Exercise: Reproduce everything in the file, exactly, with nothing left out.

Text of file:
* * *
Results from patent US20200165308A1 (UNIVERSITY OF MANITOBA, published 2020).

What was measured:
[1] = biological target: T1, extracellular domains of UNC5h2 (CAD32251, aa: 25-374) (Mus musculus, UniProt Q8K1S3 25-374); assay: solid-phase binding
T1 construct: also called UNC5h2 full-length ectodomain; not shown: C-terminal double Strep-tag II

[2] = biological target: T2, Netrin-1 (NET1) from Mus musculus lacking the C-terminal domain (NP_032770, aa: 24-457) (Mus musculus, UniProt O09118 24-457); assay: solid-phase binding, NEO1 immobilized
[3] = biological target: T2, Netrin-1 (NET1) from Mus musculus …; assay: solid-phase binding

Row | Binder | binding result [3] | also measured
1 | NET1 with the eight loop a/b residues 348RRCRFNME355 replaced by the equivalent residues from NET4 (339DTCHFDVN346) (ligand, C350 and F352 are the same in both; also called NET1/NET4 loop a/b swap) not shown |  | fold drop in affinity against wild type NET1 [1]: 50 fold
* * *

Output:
Results from patent US20200165308A1 (UNIVERSITY OF MANITOBA, published 2020).

What was measured:
[1] = biological target: T1, extracellular domains of UNC5h2 (CAD32251, aa: 25-374) (Mus musculus, UniProt Q8K1S3 25-374); assay: solid-phase binding
T1 construct: also called UNC5h2 full-length ectodomain; not shown: C-terminal double Strep-tag II

[2] = biological target: T2, Netrin-1 (NET1) from Mus musculus lacking the C-terminal domain (NP_032770, aa: 24-457) (Mus musculus, UniProt O09118 24-457); assay: solid-phase binding, NEO1 immobilized
[3] = biological target: T2, Netrin-1 (NET1) from Mus musculus …; assay: solid-phase binding

Row | Binder | binding result [3] | also measured
1 | NET1 with the eight loop a/b residues 348RRCRFNME355 replaced by the equivalent residues from NET4 (339DTCHFDVN346) (ligand, C350 and F352 are the same in both; also called NET1/NET4 loop a/b swap) not shown |  | fold drop in affinity against wild type NET1 [1]: 50 fold